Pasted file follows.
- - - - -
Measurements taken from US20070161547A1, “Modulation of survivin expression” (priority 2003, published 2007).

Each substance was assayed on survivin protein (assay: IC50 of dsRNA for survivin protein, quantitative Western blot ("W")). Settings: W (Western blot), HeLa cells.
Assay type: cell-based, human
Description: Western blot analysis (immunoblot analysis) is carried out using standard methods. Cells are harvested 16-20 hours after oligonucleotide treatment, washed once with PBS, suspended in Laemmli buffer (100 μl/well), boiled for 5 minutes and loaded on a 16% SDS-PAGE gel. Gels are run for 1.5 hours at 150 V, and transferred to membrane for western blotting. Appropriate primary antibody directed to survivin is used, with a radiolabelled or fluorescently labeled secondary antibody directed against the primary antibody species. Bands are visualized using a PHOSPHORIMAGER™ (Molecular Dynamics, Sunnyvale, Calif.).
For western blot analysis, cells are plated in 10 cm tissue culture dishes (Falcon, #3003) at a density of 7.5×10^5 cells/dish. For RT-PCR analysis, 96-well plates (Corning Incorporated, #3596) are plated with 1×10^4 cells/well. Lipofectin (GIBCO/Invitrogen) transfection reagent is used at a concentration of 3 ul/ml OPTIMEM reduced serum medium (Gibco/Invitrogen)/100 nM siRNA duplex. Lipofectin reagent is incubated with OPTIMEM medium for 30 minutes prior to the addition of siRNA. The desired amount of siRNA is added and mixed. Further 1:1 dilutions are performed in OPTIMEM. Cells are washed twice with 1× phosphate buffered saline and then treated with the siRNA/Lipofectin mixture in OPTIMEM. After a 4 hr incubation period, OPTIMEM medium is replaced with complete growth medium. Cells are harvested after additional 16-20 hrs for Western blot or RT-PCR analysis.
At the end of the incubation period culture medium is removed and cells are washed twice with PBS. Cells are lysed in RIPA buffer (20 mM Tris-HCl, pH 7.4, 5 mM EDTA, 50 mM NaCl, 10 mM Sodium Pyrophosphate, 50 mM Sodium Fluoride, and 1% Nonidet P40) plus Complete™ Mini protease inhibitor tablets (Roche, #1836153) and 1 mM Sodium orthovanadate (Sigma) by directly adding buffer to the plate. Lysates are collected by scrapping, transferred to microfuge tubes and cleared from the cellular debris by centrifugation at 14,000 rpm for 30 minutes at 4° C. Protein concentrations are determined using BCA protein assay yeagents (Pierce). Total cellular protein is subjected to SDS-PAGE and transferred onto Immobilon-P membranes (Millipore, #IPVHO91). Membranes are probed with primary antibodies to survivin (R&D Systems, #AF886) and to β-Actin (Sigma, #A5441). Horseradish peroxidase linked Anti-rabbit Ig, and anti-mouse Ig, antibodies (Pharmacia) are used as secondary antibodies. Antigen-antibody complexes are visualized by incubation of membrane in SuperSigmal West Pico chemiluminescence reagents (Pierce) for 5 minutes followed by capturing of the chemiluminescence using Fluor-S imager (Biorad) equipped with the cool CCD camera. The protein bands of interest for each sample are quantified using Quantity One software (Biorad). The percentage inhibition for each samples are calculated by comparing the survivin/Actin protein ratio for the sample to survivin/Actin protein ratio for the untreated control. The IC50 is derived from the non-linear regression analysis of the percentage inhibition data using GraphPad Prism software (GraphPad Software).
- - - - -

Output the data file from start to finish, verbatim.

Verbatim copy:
Measurements taken from US20070161547A1, “Modulation of survivin expression” (priority 2003, published 2007).

Each substance was assayed on survivin protein (assay: IC50 of dsRNA for survivin protein, quantitative Western blot ("W")). Settings: W (Western blot), HeLa cells.
Assay type: cell-based, human
Description: Western blot analysis (immunoblot analysis) is carried out using standard methods. Cells are harvested 16-20 hours after oligonucleotide treatment, washed once with PBS, suspended in Laemmli buffer (100 μl/well), boiled for 5 minutes and loaded on a 16% SDS-PAGE gel. Gels are run for 1.5 hours at 150 V, and transferred to membrane for western blotting. Appropriate primary antibody directed to survivin is used, with a radiolabelled or fluorescently labeled secondary antibody directed against the primary antibody species. Bands are visualized using a PHOSPHORIMAGER™ (Molecular Dynamics, Sunnyvale, Calif.).
For western blot analysis, cells are plated in 10 cm tissue culture dishes (Falcon, #3003) at a density of 7.5×10^5 cells/dish. For RT-PCR analysis, 96-well plates (Corning Incorporated, #3596) are plated with 1×10^4 cells/well. Lipofectin (GIBCO/Invitrogen) transfection reagent is used at a concentration of 3 ul/ml OPTIMEM reduced serum medium (Gibco/Invitrogen)/100 nM siRNA duplex. Lipofectin reagent is incubated with OPTIMEM medium for 30 minutes prior to the addition of siRNA. The desired amount of siRNA is added and mixed. Further 1:1 dilutions are performed in OPTIMEM. Cells are washed twice with 1× phosphate buffered saline and then treated with the siRNA/Lipofectin mixture in OPTIMEM. After a 4 hr incubation period, OPTIMEM medium is replaced with complete growth medium. Cells are harvested after additional 16-20 hrs for Western blot or RT-PCR analysis.
At the end of the incubation period culture medium is removed and cells are washed twice with PBS. Cells are lysed in RIPA buffer (20 mM Tris-HCl, pH 7.4, 5 mM EDTA, 50 mM NaCl, 10 mM Sodium Pyrophosphate, 50 mM Sodium Fluoride, and 1% Nonidet P40) plus Complete™ Mini protease inhibitor tablets (Roche, #1836153) and 1 mM Sodium orthovanadate (Sigma) by directly adding buffer to the plate. Lysates are collected by scrapping, transferred to microfuge tubes and cleared from the cellular debris by centrifugation at 14,000 rpm for 30 minutes at 4° C. Protein concentrations are determined using BCA protein assay yeagents (Pierce). Total cellular protein is subjected to SDS-PAGE and transferred onto Immobilon-P membranes (Millipore, #IPVHO91). Membranes are probed with primary antibodies to survivin (R&D Systems, #AF886) and to β-Actin (Sigma, #A5441). Horseradish peroxidase linked Anti-rabbit Ig, and anti-mouse Ig, antibodies (Pharmacia) are used as secondary antibodies. Antigen-antibody complexes are visualized by incubation of membrane in SuperSigmal West Pico chemiluminescence reagents (Pierce) for 5 minutes followed by capturing of the chemiluminescence using Fluor-S imager (Biorad) equipped with the cool CCD camera. The protein bands of interest for each sample are quantified using Quantity One software (Biorad). The percentage inhibition for each samples are calculated by comparing the survivin/Actin protein ratio for the sample to survivin/Actin protein ratio for the untreated control. The IC50 is derived from the non-linear regression analysis of the percentage inhibition data using GraphPad Prism software (GraphPad Software).